Date: 10/20/17 9:47 am
From: Harry LeGrand (via carolinabirds Mailing List) <carolinabirds...>
Subject: Re: Say's Phoebe at VOA Game Lands, Beaufort County, NC Update
As a reminder, the Voice of America Site A, as Marty said, is now a NC
Wildlife Resources Commission game land. Here is the WRC website map for
this game land:

The Say's Phoebe has been at the Restricted Area (yellow, with diagonal
red) on the map. In the past, the breeding Henslow's Sparrows have
essentially been limited to the eastern half of the game land. Until a few
years ago, you could often hear them singing from Horse Pen Swamp Road,
along the south border. But, with the game land now open to the public (at
least, right now the paved entrance road from Cherry Run Road to the
parking areas is open), you won't have to look for the birds from Horse Pen
Swamp Road starting in 2018. You should be able to drive in and park at one
or both parking lots. Note -- there is a gate at Cherry Run Road, which is
open now. I hope it stays open next year so that folks don't have to park
outside this gate.

Also, as Marty said, it is indeed a game land, and thus open to hunters.
So, if you are planning to do some walking around, away from the abandoned
buildings and fences at the Restricted Area, be prepared to wear blaze
orange. The WRC staff have done some controlled burning of the habitat,
and right now there are a variety of flowers in bloom, mostly composites.
The site has a number of rare or uncommon "savanna" plants, and thus next
year it might be worth poking around not only for Henslow's Sparrows but to
look for and photograph wildflowers, herps, butterflies, etc. I have no
idea how well the "trails" as shown on the map will be maintained by WRC.
These were formerly dirt roads/tracks that led to a few dozen antennae,
which have now been removed. Thus, the entire 2,818-acre site looks like a
4 square-mile expanse of shrubby grassland, early succession fields, and
"savanna" -- managed mostly for the Henslow's Sparrows, but should also
help Bobwhites and other early succession species.

There are Northern Harriers in the fall and winter -- Kent Fiala and I saw
one yesterday -- and that means at night there ought to be a few
Short-eared Owls out there. And, two decades ago (and perhaps still is)
there was a group of Long-eared Owls that roosted in an adjacent pine
forest, and fed (presumably) at these fields at the VOA site. So, it might
behoove folks to visit the site at dusk as the weather gets colder to look
and listen for owls -- now that access into the interior of the site is
available, that wasn't in previous years. No telling what sparrows --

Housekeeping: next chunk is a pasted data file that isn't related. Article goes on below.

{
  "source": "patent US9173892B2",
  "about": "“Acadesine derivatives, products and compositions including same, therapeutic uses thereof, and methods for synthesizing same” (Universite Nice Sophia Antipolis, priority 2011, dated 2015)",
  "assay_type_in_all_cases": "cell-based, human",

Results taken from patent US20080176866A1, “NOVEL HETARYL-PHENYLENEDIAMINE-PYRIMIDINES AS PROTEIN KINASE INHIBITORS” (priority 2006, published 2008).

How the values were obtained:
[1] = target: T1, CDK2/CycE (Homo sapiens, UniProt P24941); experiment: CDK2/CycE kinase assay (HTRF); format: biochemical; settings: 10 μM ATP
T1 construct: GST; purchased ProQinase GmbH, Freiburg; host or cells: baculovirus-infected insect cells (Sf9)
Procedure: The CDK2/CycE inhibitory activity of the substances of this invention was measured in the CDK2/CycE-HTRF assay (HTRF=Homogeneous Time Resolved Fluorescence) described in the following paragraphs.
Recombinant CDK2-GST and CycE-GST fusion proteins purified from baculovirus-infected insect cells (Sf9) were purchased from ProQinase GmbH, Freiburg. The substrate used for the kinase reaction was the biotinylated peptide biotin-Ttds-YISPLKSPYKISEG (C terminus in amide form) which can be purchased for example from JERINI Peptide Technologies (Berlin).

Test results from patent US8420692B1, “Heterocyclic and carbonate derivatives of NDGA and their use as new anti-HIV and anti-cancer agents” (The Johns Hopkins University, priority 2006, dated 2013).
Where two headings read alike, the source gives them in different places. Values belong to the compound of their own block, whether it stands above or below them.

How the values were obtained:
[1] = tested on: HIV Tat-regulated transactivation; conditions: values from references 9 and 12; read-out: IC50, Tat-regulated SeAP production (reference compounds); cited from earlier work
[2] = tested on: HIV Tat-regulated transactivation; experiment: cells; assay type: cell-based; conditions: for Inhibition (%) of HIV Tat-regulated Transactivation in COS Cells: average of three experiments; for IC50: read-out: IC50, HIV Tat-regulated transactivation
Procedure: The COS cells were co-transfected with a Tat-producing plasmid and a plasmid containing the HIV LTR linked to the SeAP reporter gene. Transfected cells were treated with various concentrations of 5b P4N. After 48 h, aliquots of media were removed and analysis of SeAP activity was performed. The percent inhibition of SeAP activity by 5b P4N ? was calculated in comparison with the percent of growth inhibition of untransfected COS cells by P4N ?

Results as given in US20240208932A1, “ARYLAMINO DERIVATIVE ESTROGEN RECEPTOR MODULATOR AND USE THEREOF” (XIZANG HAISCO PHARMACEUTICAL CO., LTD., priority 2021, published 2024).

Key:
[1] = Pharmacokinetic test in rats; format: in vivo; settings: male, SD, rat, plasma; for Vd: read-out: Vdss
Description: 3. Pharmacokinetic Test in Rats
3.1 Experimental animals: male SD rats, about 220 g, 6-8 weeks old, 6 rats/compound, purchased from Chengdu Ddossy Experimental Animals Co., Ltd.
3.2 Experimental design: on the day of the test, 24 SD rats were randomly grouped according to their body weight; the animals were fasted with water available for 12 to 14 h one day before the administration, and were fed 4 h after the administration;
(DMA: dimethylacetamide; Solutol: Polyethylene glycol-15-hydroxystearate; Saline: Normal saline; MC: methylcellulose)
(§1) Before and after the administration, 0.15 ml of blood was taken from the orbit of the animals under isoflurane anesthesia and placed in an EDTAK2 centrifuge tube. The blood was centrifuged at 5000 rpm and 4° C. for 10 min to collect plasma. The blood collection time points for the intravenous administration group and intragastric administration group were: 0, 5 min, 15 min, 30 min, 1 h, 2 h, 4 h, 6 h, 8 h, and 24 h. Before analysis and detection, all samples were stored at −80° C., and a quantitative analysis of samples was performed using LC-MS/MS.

Lincoln's, Grasshopper, LeConte's?, Henslow's???, might winter here, as

I took part in a one-day bio-blitz in June a few years ago, and that was
when the site was still in US Government ownership and had not had much or
any recent burning. With the controlled burns to help create better
Henslow's habitat, the diversity of plant and animal life should improve in
upcoming years.

You should be aware that a number of outdoor activity groups have been
interested in "using" much of the game land for their activities. This
includes dog trial areas, firing range, fishing groups (such as adding a
pond), horse trails, etc., etc. So, do not expect the entire 2,818 acres
to stay undeveloped forever. WRC staff acquired the tract mainly for
protection and management of the Henslow's Sparrow, which use mostly or
nearly entirely the eastern half. Thus, the western half, which is a bit
higher and drier, might be converted to other uses to accommodate other
groups and activities. Enjoy the full VOA site for birding, botanizing,
butterflying, herping, etc., while you can. And, again, as a reminder, it
is a game land, so stay alert and be prepared to wear your blaze orange (or
come back another time if there are too many hunters for your comfort and

Harry LeGrand

On Mon, Oct 16, 2017 at 5:41 PM, Marty Wall <carolinabirds...> wrote:

> A Say's Phoebe was present at the recently opened to the public VOA Game
> Lands (former Voice of America site A, eBird Hot Spot: Bear Grass VOA Site)
> in Beaufort County, NC this morning. I was on the fence around the
> building complex (must stay outside fence), on the southeast corner
> (approximately 35.697868, -77.153082). When I first saw it, it was
> chasing a curious Eastern Phoebe away from its section of fence. If you go
> looking, it could be anywhere around the building complex. There is a
> passable deer trail along the edge of the fence. You will have to cross a
> drainage ditch (dry this morning). Also, be very careful where you step,
> the area was full of holes, some large enough to cause injury if you are
> not careful. There may be hunting on the property, so blaze orange is a
> good idea. I heard a lot of shots early in the morning, but then it got
> quiet. I have posted a photo to the Carolina Birds Website.
> eBird Report:
> <>
> Marty Wall
> Beaufort, NC

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